With a goal to double the number of downtown Minneapolis residents by 2025 and 3,000 housing units already underway in and around the city's central core, Minneapolis is going to get a lot more crowded.

And this increased density is likely to have profound effects on downtown, affecting how businesses recruit and retain out-of-town talent, how workers use transportation and whether new employers will locate there.

In a bid to garner support from downtown business leaders for civic efforts to transform downtown, two proponents of increased density made their cases Wednesday at the Minneapolis Chamber of Commerce's Executive Women's Council, urging attendees to get involved with pushes to renovate Nicollet Mall and to develop new parks along the Mississippi riverfront, among other projects.

Gayle Prest, the city's sustainability director, and Mary deLaittre, president of the Minneapolis Parks Foundation, told attendees a future downtown with thousands more residents will be a boon to local business.

Prest touted the Downtown Council's 2025 Plan, which aims to turn the central core into a "24/7/365" experience by building more housing, attracting retail, redesigning and rebuilding Nicollet Mall and better connecting the business district with a "showcase" Mississippi riverfront.

"You're starting to see more and more apartments being proposed in the core business sector, so you'll have more people living in this area," she said. "This is not just for 2025, it's happening now. In the next year, there's going to be a heck of a lot more people living downtown."

Prest urged Chamber members to support the city's request for $25 million in state bonding funds for a complete reconstruction of Nicollet Mall, which the city says will provide not only walkability for new downtown residents but also a signature public amenity to help Minneapolis compete nationwide for top talent and businesses.

City backers assert the plan will leverage $2.7 billion in private investment, generate $174 million in direct taxes for the state and trigger creation of more than 13,000 permanent jobs.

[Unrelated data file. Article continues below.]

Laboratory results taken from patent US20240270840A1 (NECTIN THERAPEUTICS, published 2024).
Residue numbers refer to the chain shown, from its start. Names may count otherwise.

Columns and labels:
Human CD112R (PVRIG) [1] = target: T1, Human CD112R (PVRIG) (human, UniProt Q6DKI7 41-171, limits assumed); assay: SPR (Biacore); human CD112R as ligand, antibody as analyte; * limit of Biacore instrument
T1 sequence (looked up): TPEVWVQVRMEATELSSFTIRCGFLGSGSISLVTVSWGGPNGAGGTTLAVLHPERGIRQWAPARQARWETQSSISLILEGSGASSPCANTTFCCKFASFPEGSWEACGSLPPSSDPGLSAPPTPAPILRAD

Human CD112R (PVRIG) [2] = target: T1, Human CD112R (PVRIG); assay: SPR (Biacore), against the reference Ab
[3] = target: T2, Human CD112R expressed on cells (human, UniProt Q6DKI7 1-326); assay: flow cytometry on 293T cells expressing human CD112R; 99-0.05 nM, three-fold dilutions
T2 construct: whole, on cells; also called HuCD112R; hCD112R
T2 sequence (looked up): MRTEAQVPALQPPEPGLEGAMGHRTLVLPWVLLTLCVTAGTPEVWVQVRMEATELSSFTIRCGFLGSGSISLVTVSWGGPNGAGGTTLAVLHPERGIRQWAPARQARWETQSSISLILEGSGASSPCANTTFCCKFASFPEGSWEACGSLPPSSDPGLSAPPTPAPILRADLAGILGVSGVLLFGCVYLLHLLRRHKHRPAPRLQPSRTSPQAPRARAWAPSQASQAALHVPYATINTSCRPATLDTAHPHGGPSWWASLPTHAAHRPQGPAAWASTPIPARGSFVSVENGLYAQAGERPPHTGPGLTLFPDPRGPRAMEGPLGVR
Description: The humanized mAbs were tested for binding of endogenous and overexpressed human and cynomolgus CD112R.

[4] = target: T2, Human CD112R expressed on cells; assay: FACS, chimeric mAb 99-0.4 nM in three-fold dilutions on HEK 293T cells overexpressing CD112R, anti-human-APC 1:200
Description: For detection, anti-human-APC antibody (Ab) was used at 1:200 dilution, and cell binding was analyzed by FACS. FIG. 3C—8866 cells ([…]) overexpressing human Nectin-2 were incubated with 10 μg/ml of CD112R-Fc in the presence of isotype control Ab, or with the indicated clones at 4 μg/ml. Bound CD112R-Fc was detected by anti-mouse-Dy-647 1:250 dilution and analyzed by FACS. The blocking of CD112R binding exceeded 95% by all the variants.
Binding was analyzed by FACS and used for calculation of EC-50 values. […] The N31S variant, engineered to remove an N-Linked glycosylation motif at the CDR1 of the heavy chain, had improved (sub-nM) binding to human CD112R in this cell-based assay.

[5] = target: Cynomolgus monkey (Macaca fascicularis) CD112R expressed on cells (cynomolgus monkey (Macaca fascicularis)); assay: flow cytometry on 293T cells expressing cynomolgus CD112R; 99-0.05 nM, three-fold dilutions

Meanwhile, one of the keys to making a denser downtown work for businesses and employers are "connections," added deLaittre, whose Minneapolis Parks Foundation is working on the 20-year, long-range RiverFirst Initiative.

That effort, being made in conjunction with the Minneapolis Park and Recreation Board, seeks to develop new parks along a 5.5-mile stretch of the Mississippi River, including a new Downtown Gateway Park, which would use new green spaces to connect Nicollet Mall to the Hennepin Avenue Bridge.

"We want to create a city that is very well connected," she said. "We need to bring things together rather than isolating them. We have many opportunities to do that, such as focusing on the river and modifying the physical environment through parks and other city building projects."

The Downtown Council and parks efforts, deLaittre said, are vital elements in keeping downtown Minneapolis competitive with other top-tier destinations for business investment because they provide for lifestyle choices for those who live and work there.

"If we want to double our population and if we want to diversify that population, we have to provide choice in our landscape," she said. "That means choice in terms of different types of modes of transportation, choice in housing, choice in parks."

Already, there has been an impact on retail with two grocery stores coming downtown. The 2025 plan is also helping to enhance the "vibrancy" of the city by improving perceptions of safety and generating more foot traffic after 6 p.m., Prest said.

Don Jacobson is a St. Paul freelance writer.